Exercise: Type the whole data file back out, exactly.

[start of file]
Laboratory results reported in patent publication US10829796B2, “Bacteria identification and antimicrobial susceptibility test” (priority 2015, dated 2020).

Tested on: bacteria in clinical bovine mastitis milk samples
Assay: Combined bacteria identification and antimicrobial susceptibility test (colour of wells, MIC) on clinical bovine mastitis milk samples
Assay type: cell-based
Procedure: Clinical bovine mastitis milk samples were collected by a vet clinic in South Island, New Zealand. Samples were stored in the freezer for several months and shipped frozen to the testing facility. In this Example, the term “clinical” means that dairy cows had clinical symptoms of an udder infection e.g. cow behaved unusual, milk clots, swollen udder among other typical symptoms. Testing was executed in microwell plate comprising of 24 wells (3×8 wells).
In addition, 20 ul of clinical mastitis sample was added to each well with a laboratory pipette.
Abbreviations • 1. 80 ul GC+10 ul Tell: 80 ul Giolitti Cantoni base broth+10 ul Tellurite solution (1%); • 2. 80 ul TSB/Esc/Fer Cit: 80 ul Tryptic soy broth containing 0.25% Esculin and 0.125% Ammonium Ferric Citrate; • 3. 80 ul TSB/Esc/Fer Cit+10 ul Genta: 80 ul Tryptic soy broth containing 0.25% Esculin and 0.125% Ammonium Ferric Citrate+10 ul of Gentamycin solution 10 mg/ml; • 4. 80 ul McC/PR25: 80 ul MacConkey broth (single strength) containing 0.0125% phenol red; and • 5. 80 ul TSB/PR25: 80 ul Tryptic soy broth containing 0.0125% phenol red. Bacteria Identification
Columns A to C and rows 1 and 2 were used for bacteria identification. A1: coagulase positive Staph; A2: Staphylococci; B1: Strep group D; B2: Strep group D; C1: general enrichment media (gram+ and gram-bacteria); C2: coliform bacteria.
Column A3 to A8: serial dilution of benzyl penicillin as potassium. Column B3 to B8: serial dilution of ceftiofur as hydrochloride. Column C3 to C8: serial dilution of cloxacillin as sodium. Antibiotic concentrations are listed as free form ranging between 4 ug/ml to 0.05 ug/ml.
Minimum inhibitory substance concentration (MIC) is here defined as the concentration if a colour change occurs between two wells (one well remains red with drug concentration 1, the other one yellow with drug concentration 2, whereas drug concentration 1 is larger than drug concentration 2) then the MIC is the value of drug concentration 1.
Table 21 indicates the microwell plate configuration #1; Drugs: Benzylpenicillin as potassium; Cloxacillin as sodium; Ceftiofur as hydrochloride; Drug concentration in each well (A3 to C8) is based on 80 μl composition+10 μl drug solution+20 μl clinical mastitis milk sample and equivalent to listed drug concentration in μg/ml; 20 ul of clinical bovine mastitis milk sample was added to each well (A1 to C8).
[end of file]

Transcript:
Laboratory results reported in patent publication US10829796B2, “Bacteria identification and antimicrobial susceptibility test” (priority 2015, dated 2020).

Tested on: bacteria in clinical bovine mastitis milk samples
Assay: Combined bacteria identification and antimicrobial susceptibility test (colour of wells, MIC) on clinical bovine mastitis milk samples
Assay type: cell-based
Procedure: Clinical bovine mastitis milk samples were collected by a vet clinic in South Island, New Zealand. Samples were stored in the freezer for several months and shipped frozen to the testing facility. In this Example, the term “clinical” means that dairy cows had clinical symptoms of an udder infection e.g. cow behaved unusual, milk clots, swollen udder among other typical symptoms. Testing was executed in microwell plate comprising of 24 wells (3×8 wells).
In addition, 20 ul of clinical mastitis sample was added to each well with a laboratory pipette.
Abbreviations • 1. 80 ul GC+10 ul Tell: 80 ul Giolitti Cantoni base broth+10 ul Tellurite solution (1%); • 2. 80 ul TSB/Esc/Fer Cit: 80 ul Tryptic soy broth containing 0.25% Esculin and 0.125% Ammonium Ferric Citrate; • 3. 80 ul TSB/Esc/Fer Cit+10 ul Genta: 80 ul Tryptic soy broth containing 0.25% Esculin and 0.125% Ammonium Ferric Citrate+10 ul of Gentamycin solution 10 mg/ml; • 4. 80 ul McC/PR25: 80 ul MacConkey broth (single strength) containing 0.0125% phenol red; and • 5. 80 ul TSB/PR25: 80 ul Tryptic soy broth containing 0.0125% phenol red. Bacteria Identification
Columns A to C and rows 1 and 2 were used for bacteria identification. A1: coagulase positive Staph; A2: Staphylococci; B1: Strep group D; B2: Strep group D; C1: general enrichment media (gram+ and gram-bacteria); C2: coliform bacteria.
Column A3 to A8: serial dilution of benzyl penicillin as potassium. Column B3 to B8: serial dilution of ceftiofur as hydrochloride. Column C3 to C8: serial dilution of cloxacillin as sodium. Antibiotic concentrations are listed as free form ranging between 4 ug/ml to 0.05 ug/ml.
Minimum inhibitory substance concentration (MIC) is here defined as the concentration if a colour change occurs between two wells (one well remains red with drug concentration 1, the other one yellow with drug concentration 2, whereas drug concentration 1 is larger than drug concentration 2) then the MIC is the value of drug concentration 1.
Table 21 indicates the microwell plate configuration #1; Drugs: Benzylpenicillin as potassium; Cloxacillin as sodium; Ceftiofur as hydrochloride; Drug concentration in each well (A3 to C8) is based on 80 μl composition+10 μl drug solution+20 μl clinical mastitis milk sample and equivalent to listed drug concentration in μg/ml; 20 ul of clinical bovine mastitis milk sample was added to each well (A1 to C8).